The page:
May Financial Fitness Challenge--Make a Trial Run Before Big Money Moves
Learning to ride a two-wheeler was a rough experience for me as a kid. My knees and forearms got messed up and I can remember picking gravel and sand out of at least one wound.
Soon, though, I mastered that pretty little red and white Schwinn and enjoyed the sense of competence that accompanied learning to use the brakes, instead of various body parts, to stop the bike.
Achieving mastery of your money is similar to learning to ride a bike, but without scabby knees. You can learn the hard way, that's for sure. Or you can test-drive before you incur any financial scars.
See how it fits
How close are you to retirement? What's it going to be like living on your retirement income, from whatever sources you'll be drawing money? You can wonder about it—or you can try it on for size.
Talk to the people in your human resources department and to a retirement counselor who can help you determine how much you'll be drawing each month. Now, live on that for the next six months at least.
Pay attention to these kinds of concerns:
• Can you travel the way you planned to on this amount of money?
• Can you maintain your home—protecting your equity—within this retirement budget?
• What medical expenses are you finding you need to cover, and is the money you have adequate to do that?
• If you had a major unexpected expense, could you cover it?
Here's another scenario you can play out in the safety of a trial run: dropping to one income from two so you or your partner can be a stay-at-home parent.
Some families find that, with the reduction in child-care expense and other work-related costs, like commuting and business wardrobes, one parent can stay home. It's a big decision—you're forgoing an income and also shelving, at least for a time, your personal career goals. But the driving consideration usually is can you even afford it?
There's only one way to know and that's to give it a test. Continue working, but use as little of the second income as possible. You'll have to continue paying for child care, of course, so it probably won't be possible to completely make a go of it on just one income, but come as close as you can. Sock away the income you're not spending for the time being.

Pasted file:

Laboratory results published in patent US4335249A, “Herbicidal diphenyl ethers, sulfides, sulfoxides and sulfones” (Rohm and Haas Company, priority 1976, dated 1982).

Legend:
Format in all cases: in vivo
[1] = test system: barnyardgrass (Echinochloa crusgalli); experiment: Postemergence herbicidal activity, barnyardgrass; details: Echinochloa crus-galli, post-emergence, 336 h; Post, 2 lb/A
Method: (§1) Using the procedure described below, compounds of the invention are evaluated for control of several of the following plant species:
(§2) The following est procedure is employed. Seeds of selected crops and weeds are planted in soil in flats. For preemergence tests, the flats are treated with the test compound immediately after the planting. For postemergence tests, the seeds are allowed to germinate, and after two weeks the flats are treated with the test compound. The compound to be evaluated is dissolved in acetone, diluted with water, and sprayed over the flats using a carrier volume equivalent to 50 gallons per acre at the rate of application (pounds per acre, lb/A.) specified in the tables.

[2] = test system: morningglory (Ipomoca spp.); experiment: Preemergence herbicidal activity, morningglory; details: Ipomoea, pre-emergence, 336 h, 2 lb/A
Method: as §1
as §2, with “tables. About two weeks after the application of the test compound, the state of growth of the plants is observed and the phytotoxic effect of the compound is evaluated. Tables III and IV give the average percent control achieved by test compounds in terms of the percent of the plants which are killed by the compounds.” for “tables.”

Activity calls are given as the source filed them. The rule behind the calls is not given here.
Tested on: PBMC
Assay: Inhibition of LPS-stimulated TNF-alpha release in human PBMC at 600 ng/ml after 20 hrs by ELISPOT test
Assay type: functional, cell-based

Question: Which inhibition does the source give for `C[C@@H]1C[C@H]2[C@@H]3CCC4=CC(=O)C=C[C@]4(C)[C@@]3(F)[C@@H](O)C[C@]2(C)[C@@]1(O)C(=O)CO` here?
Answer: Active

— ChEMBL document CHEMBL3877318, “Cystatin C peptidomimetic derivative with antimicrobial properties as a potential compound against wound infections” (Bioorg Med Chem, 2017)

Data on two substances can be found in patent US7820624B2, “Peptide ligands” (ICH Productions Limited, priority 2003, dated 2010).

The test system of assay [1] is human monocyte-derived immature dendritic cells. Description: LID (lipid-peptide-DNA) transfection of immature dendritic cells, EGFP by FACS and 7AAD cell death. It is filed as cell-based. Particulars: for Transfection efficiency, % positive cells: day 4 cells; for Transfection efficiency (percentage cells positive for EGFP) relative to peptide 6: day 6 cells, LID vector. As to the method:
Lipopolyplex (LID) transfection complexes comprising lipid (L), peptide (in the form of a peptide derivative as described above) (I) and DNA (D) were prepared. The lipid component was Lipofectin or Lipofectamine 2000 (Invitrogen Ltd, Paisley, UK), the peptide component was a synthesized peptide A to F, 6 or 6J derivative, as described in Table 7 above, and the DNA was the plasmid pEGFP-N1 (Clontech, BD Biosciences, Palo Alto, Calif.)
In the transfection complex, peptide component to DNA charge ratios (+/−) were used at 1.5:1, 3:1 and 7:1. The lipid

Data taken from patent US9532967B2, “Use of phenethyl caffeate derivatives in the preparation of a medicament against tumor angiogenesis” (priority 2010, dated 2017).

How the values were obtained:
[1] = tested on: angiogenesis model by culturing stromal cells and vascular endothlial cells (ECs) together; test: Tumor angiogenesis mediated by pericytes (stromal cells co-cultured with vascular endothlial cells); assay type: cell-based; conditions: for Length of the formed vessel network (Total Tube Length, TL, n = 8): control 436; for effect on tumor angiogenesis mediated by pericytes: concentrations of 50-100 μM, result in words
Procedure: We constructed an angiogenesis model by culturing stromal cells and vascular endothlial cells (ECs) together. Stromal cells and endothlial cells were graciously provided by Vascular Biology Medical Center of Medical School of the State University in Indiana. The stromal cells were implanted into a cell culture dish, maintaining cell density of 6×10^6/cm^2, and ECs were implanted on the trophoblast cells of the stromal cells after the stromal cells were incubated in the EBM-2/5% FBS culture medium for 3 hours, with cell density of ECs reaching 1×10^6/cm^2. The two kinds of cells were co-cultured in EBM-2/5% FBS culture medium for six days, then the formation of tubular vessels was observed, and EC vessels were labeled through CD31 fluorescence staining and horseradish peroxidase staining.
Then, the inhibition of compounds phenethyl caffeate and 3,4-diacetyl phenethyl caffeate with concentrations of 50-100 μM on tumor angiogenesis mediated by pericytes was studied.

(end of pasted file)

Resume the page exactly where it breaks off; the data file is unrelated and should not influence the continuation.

Make adjustments based on what you learn so you can go ahead and be successful.
You'll want to answer the same questions the practicing retiree pays attention to. Add to those questions:
• Can you and your partner both meet your own retirement saving goals on one income?
Test-drive a loan
Say you want to buy a new car and you have the choice of when to make the purchase. You try on shoes, you try on clothing before you buy...and of course, you test-drive a car. It makes sense to also test-drive the payments.
Do enough research to figure out how much money you'll be committing to a monthly payment. Use your credit union's online tools to transfer that amount directly into your savings account for at least six months.
The first month, maybe even the second month, things likely are going to be just fine. You'll think, this is going to be a piece of cake—I can buy that car. But along about month three or four you might be facing a choice between making that phantom payment or taking a vacation. This is real life, and a real spending decision. And because you're only practicing, the choice is yours to make.
You can do the same thing when you think you're ready to take on a mortgage. Be sure to allow not only for all the mortgage expense—principal, interest, taxes, and property insurance—but the routine and inevitable maintenance and replacement expenses that come with owning a house. Use online financial tools, again, and transfer the amount that exceeds your rent payment into savings for several months. Then ask all the questions that appear for the first two scenarios to assess your readiness for this big step.
You can wonder about retiring on a certain income—or you can try it on for size.
There's a bonus to this kind of practice run—you will have a larger down payment for a car or a house because you've been putting money away while you tested your ability to live with the expense.
For any of these scenarios, if the dry run exposes issues with your plans that's wonderful. The idea is not to deep-six your idea if it doesn't work out but to make adjustments based on what you learn so you can go ahead and be successful.
Financial Fitness Challenge
Your credit union money mentors bring you this website and other tools to help you make the most of your financial resources. The Financial Fitness Challenge continues to look at ways you can make better financial habits no matter what condition the economy is in.
Each month we randomly select five winners to receive $50 Visa gift cards; we choose each month's winners only from that month's entries, so enter every month. Remember to register for the Financial Fitness Challenge.
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